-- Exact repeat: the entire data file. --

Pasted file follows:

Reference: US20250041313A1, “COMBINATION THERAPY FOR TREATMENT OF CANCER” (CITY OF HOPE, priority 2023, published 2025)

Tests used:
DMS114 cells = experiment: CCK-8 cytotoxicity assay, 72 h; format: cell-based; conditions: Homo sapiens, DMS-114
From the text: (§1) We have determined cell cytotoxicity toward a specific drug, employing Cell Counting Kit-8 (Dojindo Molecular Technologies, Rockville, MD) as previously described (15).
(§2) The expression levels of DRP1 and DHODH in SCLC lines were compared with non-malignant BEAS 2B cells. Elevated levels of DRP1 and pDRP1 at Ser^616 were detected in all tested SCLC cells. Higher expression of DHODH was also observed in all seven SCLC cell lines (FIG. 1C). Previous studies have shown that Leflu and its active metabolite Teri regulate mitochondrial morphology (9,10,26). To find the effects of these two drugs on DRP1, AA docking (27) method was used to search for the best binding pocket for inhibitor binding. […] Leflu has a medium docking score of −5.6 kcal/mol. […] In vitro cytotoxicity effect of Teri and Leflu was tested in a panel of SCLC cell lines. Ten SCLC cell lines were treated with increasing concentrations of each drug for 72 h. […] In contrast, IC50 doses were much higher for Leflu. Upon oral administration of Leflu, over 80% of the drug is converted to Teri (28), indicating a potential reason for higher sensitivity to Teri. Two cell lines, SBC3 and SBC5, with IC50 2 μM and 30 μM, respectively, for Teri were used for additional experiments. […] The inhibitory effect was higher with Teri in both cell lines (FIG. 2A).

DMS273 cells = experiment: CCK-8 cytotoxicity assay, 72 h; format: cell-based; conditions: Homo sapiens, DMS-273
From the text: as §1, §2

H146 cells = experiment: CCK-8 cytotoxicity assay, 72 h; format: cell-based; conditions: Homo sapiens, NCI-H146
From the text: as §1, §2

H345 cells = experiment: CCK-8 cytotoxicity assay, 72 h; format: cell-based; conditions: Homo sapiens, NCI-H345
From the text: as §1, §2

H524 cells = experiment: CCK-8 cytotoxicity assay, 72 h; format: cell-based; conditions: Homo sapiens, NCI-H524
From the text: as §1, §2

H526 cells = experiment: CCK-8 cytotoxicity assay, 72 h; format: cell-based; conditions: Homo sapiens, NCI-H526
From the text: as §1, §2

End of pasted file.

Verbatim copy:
Reference: US20250041313A1, “COMBINATION THERAPY FOR TREATMENT OF CANCER” (CITY OF HOPE, priority 2023, published 2025)

Tests used:
DMS114 cells = experiment: CCK-8 cytotoxicity assay, 72 h; format: cell-based; conditions: Homo sapiens, DMS-114
From the text: (§1) We have determined cell cytotoxicity toward a specific drug, employing Cell Counting Kit-8 (Dojindo Molecular Technologies, Rockville, MD) as previously described (15).
(§2) The expression levels of DRP1 and DHODH in SCLC lines were compared with non-malignant BEAS 2B cells. Elevated levels of DRP1 and pDRP1 at Ser^616 were detected in all tested SCLC cells. Higher expression of DHODH was also observed in all seven SCLC cell lines (FIG. 1C). Previous studies have shown that Leflu and its active metabolite Teri regulate mitochondrial morphology (9,10,26). To find the effects of these two drugs on DRP1, AA docking (27) method was used to search for the best binding pocket for inhibitor binding. […] Leflu has a medium docking score of −5.6 kcal/mol. […] In vitro cytotoxicity effect of Teri and Leflu was tested in a panel of SCLC cell lines. Ten SCLC cell lines were treated with increasing concentrations of each drug for 72 h. […] In contrast, IC50 doses were much higher for Leflu. Upon oral administration of Leflu, over 80% of the drug is converted to Teri (28), indicating a potential reason for higher sensitivity to Teri. Two cell lines, SBC3 and SBC5, with IC50 2 μM and 30 μM, respectively, for Teri were used for additional experiments. […] The inhibitory effect was higher with Teri in both cell lines (FIG. 2A).

DMS273 cells = experiment: CCK-8 cytotoxicity assay, 72 h; format: cell-based; conditions: Homo sapiens, DMS-273
From the text: as §1, §2

H146 cells = experiment: CCK-8 cytotoxicity assay, 72 h; format: cell-based; conditions: Homo sapiens, NCI-H146
From the text: as §1, §2

H345 cells = experiment: CCK-8 cytotoxicity assay, 72 h; format: cell-based; conditions: Homo sapiens, NCI-H345
From the text: as §1, §2

H524 cells = experiment: CCK-8 cytotoxicity assay, 72 h; format: cell-based; conditions: Homo sapiens, NCI-H524
From the text: as §1, §2

H526 cells = experiment: CCK-8 cytotoxicity assay, 72 h; format: cell-based; conditions: Homo sapiens, NCI-H526
From the text: as §1, §2